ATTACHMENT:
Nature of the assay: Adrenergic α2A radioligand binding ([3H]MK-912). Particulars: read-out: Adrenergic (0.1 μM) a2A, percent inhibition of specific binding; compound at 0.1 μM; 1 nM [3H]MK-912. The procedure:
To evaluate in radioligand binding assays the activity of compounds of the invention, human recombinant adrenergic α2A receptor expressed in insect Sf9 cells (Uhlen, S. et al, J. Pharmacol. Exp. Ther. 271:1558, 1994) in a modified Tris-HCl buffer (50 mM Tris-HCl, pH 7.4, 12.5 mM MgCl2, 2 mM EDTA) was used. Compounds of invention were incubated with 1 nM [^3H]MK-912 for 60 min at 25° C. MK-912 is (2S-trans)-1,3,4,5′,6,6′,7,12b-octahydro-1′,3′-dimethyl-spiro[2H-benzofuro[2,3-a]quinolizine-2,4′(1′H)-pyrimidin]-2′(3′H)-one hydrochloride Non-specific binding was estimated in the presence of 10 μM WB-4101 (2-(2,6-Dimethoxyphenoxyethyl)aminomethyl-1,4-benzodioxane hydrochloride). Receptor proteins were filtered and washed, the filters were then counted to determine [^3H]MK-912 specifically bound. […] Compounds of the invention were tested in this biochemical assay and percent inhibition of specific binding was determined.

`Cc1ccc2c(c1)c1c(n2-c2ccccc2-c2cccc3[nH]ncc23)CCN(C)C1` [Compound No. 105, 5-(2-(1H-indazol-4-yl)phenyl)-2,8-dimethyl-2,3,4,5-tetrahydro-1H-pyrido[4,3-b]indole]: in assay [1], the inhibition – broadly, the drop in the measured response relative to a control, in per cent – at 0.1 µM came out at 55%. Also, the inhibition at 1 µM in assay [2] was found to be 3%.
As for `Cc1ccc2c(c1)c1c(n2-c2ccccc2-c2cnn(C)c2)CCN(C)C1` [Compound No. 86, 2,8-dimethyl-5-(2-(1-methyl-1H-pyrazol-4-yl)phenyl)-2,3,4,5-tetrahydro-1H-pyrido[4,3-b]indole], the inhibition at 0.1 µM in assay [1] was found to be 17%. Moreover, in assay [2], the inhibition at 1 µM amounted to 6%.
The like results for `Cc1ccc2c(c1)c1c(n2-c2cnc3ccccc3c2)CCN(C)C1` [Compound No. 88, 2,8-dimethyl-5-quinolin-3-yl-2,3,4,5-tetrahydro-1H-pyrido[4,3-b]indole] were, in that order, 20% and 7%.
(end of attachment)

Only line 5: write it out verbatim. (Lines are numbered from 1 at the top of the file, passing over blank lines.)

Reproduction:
The like results for `Cc1ccc2c(c1)c1c(n2-c2cnc3ccccc3c2)CCN(C)C1` [Compound No. 88, 2,8-dimethyl-5-quinolin-3-yl-2,3,4,5-tetrahydro-1H-pyrido[4,3-b]indole] were, in that order, 20% and 7%.